|Contact:||Sean Toomey - Fire Chief|
|Address:||148 West Main St|
PO Box 64
Warner NH 03278
603-456-2222 (non emergency)
Originally founded in 1830 as Silver Lake Hose Co. No. 1, the Warner Fire Department has been in continuous operation for the past 180 years.
(More History) Currently classified as a "call" department, where members are paid for the time spent responding to calls, the Warner Fire Department was originally volunteer and maintains all the best aspects of those roots today, with hundreds of "volunteer" hours spent each year in training and maintaining the station and equipment.
With a roster of thirty-three (33) officers and firefighters and nine (9) Emergency Medical Technician.s, the department responds to approximately 300 calls per year. Well equipped, with two Engines (Pumpers), three Tanker Trucks, carrying 4350 gallons of water on wheels, a Heavy-Rescue and an all-wheel drive Brush Truck, the department proudly maintains its 170-year heritage.
Outside burning permits are required for any outside burning unless the ground is completely covered with snow. The NH Department of Environmental Services also prohibits the open burning of household waste. Burning permits are available from the Forest Fire Warden or several of the Deputy Wardens listed on the
Town Officials document.
The Warner Firefighters Association, Inc., formed in 1986, was chartered to protect and preserve the history and memorabilia of our organization. For more information you may contact them at P.O. Box 64. Warner, NH 03278 or leave a voice message on 603-456-2222.
Additional Information and Links:
If we can't find you, we can't help you! The Warner Firefighters Association is now selling reflective address markers
so that emergency personnel can easily find your home. Signs are available in either horizontal or vertical orientation.
Features of the address markers:
- 6" x 12"
- Highly visible, day or night
- Reflective material on both sides
- Fade resistant, last for years
- Pre-drilled holes
The cost is only $15. Order your reflective address marker today... It may help save your life or someone you love. Please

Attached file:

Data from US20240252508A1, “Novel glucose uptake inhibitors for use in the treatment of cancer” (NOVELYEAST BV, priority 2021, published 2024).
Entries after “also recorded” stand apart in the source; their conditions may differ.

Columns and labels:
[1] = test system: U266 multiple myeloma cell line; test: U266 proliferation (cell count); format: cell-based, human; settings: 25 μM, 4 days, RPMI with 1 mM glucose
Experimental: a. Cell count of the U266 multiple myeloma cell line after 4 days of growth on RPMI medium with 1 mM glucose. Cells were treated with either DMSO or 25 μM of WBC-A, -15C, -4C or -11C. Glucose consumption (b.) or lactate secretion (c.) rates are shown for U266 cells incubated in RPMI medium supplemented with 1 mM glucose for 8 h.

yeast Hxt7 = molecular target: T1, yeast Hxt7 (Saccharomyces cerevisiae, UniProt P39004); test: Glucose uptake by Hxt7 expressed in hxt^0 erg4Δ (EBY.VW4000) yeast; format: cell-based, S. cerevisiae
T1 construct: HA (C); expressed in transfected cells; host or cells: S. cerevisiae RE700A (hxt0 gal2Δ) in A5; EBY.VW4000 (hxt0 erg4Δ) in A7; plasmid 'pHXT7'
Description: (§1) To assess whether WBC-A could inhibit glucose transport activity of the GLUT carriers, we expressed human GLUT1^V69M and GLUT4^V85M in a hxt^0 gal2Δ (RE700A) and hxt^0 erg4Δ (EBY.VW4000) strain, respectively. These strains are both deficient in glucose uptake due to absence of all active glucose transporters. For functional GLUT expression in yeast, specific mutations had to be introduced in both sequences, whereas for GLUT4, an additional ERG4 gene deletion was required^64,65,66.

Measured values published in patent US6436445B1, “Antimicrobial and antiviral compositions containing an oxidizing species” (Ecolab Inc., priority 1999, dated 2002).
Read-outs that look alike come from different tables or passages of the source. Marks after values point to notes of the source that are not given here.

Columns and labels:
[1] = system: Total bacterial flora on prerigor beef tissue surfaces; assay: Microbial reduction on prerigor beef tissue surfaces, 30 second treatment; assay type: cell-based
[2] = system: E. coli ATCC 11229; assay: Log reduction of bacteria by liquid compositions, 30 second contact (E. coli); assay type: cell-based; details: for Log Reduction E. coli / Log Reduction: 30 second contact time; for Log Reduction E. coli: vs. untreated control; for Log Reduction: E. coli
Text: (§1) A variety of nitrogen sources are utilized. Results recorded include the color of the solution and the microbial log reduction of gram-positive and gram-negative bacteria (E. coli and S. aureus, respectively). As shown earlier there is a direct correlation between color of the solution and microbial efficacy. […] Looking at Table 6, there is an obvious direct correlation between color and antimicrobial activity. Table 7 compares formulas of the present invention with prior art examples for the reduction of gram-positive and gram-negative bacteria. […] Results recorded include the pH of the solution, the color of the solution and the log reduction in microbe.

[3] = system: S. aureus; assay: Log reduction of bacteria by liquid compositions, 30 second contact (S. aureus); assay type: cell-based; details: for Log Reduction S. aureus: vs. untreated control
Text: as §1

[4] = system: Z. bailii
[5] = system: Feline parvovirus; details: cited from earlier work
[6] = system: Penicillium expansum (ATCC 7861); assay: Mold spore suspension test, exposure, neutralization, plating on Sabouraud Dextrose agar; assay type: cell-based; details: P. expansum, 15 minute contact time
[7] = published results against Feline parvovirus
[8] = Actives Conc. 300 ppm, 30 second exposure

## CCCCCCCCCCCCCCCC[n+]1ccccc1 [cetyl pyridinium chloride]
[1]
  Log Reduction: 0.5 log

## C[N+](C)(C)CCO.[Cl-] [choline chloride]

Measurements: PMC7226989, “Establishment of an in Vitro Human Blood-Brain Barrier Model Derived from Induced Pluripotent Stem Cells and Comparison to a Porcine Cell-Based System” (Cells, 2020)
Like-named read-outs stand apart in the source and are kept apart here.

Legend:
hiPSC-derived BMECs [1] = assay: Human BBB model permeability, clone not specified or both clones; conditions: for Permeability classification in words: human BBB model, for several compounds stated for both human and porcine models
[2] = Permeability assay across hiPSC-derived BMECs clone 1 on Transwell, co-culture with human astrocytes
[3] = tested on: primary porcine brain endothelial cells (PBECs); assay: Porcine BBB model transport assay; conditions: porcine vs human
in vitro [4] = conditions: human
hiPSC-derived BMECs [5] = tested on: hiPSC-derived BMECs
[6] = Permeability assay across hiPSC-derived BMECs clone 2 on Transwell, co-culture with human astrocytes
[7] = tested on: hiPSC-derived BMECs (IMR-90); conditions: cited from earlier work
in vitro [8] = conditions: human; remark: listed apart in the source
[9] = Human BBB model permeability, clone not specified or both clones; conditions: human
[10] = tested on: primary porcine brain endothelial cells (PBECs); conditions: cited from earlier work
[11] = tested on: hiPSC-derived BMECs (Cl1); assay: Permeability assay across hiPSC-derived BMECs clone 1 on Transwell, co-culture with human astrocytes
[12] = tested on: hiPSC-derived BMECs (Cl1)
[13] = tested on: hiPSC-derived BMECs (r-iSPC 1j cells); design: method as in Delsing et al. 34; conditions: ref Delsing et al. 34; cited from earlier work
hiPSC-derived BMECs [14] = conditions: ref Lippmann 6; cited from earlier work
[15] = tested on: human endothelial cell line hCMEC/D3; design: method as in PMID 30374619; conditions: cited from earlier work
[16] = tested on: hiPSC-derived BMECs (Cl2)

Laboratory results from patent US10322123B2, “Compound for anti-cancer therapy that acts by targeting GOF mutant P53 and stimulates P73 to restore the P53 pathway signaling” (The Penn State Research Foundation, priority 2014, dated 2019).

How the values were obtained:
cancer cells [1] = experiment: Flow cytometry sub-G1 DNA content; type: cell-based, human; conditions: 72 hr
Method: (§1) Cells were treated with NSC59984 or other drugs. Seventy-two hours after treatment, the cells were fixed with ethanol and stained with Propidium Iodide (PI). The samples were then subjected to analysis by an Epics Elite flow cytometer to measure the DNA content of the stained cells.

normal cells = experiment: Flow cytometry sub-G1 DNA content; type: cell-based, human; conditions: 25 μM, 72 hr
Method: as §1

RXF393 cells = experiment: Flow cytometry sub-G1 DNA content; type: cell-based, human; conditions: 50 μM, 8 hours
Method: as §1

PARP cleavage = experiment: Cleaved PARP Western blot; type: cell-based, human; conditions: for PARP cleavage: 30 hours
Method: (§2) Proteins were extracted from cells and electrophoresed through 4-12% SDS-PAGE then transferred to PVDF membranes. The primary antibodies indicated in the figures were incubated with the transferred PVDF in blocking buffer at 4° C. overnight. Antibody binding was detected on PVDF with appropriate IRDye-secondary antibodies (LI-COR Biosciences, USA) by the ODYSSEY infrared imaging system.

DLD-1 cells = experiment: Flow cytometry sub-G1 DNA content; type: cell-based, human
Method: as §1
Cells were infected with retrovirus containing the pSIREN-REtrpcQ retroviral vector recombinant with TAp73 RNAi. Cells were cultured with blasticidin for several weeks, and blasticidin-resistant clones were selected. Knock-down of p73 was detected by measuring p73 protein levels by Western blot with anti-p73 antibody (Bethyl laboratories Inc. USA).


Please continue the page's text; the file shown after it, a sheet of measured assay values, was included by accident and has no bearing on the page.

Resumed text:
use this order form
Top Fire Safety Tips:
Install and Maintain Smoke Detectors
Smoke detectors warn you of fire in time to let you escape. Install them on each level of your home and outside of each sleeping area. Follow the manufacturer's directions, and test once a week. Replace batteries twice a year, or when the detector chirps to signal that the battery is dead. Don't ever take the battery out for other uses!
Plan and Practice Your escape
If fire breaks out in your home, you must get out fast. With your family, plan two ways out of every room. Fire escape routes must not include elevators, which might take you right to the fire! Choose a meeting place outside where everyone should gather. Once you are out, stay out! Have the whole family practice the escape plan at least twice a year.
Space Heaters Need space
Keep portable space heaters at least 3 feet (1 meter) from paper, curtains, furniture, clothing, bedding, or anything else that can burn. Never leave heaters on when you leave home or go to bed, and keep children and pets well away from them.
Be Careful Cooking
Keep cooking areas clear of combustibles, and don't leave cooking unattended. Keep your pot's handles turned inward so children won't knock or pull them over the edge of the stove. If grease catches fire, carefully slide a lid over the pan to smother the flames, and then turn off the burner.
A Match is a Tool for Adults
In the hands of a child, matches or lighters are extremely dangerous. Store them up high where kids can't reach them, preferably in a locked cabinet. And teach your children from the start that matches and lighters and lighters are tools for adults, not toys for kids. If children find matches, they should tell an adult immediately.
Use Electricity Safely
If an appliance smokes or begins to smell unusual, unplug it immediately and have it repaired. Check all your electrical cords, and replace any that are cracked or frayed. If you use extension cords, replace any that are cracked or frayed; and don't overload them or run them under rugs. Remember that fuses and circuit breakers protect you from fire: don't tamper with the fuse box or use fuses of an improper size.
Cool a Burn
If someone gets burned, immediately place the wound in cool water for 10 to 15 minutes to ease the pain. Do not use butter on a burn, as this could prolong the heat and further damage the skin. If burn blisters or chars, see a doctor immediately.
STOP, DROP, AND ROLL
Everyone should know this rule: if your clothes catch fire, don't run! Stop where you are, drop to the ground, and roll over and over to smother the flames. Cover your face with your hands to protect your face and lungs.
Crawl Low Under Smoke
If you encounter smoke using your primary exit, use your alternate route instead. If you must exit through smoke, clean air will be several inches off the floor. Get down on your hands and knees, and crawl to the nearest safe exit.
Take care with candles!
Decorative and aromatherapy candles have become very popular in recent times. Unfortunately, lit candles are often left unattended. If they tip over or flicker too closely to combustible materials, fire can break out. (A family pet can start a fire by knocking over a lit candle.) If you use decorative or aromatherapy candles, place them away from combustibles, pets, and children, and make sure they are secure in their holders.